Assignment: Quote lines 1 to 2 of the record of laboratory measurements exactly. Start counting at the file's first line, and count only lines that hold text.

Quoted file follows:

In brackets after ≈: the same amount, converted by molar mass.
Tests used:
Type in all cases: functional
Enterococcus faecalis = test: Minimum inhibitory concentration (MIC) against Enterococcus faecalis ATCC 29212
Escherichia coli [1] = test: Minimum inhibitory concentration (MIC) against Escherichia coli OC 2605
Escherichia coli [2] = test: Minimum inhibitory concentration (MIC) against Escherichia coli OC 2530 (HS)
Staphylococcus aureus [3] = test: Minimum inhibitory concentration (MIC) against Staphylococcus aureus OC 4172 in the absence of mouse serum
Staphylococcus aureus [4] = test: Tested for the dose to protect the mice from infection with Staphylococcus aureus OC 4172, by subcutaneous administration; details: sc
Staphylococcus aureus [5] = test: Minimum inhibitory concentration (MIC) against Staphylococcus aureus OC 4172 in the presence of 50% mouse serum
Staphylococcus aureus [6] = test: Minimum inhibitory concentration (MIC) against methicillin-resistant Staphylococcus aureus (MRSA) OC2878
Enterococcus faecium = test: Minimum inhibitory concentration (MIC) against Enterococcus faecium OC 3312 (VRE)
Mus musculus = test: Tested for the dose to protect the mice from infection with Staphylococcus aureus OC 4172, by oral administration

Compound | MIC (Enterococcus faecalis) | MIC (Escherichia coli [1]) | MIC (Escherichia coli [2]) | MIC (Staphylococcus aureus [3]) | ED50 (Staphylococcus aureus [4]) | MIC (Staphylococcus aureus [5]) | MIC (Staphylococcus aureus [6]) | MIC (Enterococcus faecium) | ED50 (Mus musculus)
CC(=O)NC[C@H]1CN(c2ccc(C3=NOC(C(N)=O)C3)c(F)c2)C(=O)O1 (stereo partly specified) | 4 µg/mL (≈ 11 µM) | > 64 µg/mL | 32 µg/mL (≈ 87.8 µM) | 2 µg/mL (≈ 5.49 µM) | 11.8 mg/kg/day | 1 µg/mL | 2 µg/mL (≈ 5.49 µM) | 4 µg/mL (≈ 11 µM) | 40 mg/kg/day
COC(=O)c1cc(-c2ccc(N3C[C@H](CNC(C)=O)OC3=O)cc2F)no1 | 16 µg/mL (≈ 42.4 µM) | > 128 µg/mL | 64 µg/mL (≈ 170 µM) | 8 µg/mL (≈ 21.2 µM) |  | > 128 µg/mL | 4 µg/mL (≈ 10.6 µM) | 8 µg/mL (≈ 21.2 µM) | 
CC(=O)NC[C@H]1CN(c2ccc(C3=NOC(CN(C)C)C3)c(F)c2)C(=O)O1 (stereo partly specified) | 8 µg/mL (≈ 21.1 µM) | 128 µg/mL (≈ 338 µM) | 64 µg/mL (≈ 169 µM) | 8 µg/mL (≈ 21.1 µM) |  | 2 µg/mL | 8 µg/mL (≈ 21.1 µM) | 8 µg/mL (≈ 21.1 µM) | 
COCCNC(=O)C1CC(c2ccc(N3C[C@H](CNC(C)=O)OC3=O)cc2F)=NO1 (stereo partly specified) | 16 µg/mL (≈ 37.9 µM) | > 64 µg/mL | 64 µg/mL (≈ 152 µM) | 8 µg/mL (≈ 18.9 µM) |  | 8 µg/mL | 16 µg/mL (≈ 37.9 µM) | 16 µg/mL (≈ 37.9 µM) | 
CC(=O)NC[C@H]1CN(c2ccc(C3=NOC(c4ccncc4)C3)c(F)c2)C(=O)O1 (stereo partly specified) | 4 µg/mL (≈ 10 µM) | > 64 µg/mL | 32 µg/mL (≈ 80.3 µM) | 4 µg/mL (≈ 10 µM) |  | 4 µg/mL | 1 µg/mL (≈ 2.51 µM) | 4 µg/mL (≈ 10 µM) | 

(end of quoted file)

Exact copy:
In brackets after ≈: the same amount, converted by molar mass.
Tests used: